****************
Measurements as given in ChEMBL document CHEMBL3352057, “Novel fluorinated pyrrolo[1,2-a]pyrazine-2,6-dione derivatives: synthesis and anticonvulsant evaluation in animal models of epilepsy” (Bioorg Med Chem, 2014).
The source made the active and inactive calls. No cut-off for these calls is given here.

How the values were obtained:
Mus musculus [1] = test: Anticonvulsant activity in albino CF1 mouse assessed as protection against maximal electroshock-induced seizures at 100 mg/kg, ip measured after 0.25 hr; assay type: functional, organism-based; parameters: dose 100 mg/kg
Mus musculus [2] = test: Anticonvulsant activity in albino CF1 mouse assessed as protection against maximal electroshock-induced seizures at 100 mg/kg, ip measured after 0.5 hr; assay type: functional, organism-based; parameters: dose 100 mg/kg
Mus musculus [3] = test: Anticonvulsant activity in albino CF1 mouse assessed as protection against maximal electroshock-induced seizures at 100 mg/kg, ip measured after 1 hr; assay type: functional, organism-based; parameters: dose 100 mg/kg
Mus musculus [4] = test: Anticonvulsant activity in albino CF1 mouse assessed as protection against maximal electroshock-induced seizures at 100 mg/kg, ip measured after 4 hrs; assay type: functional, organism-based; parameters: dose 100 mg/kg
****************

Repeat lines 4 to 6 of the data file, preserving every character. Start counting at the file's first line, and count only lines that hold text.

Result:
Mus musculus [1] = test: Anticonvulsant activity in albino CF1 mouse assessed as protection against maximal electroshock-induced seizures at 100 mg/kg, ip measured after 0.25 hr; assay type: functional, organism-based; parameters: dose 100 mg/kg
Mus musculus [2] = test: Anticonvulsant activity in albino CF1 mouse assessed as protection against maximal electroshock-induced seizures at 100 mg/kg, ip measured after 0.5 hr; assay type: functional, organism-based; parameters: dose 100 mg/kg
Mus musculus [3] = test: Anticonvulsant activity in albino CF1 mouse assessed as protection against maximal electroshock-induced seizures at 100 mg/kg, ip measured after 1 hr; assay type: functional, organism-based; parameters: dose 100 mg/kg